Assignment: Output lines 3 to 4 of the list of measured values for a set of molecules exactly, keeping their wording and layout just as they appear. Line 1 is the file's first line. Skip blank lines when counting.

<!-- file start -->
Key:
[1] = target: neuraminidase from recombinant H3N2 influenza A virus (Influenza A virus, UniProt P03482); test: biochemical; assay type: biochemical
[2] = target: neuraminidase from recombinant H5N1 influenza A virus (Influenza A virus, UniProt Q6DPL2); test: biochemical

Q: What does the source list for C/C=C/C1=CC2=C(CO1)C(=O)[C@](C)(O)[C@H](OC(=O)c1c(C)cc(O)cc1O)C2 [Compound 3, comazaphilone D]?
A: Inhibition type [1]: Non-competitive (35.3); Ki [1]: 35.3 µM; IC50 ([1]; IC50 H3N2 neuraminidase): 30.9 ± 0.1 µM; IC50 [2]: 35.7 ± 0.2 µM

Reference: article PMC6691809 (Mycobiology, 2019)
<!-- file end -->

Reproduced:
[2] = target: neuraminidase from recombinant H5N1 influenza A virus (Influenza A virus, UniProt Q6DPL2); test: biochemical

Q: What does the source list for C/C=C/C1=CC2=C(CO1)C(=O)[C@](C)(O)[C@H](OC(=O)c1c(C)cc(O)cc1O)C2 [Compound 3, comazaphilone D]?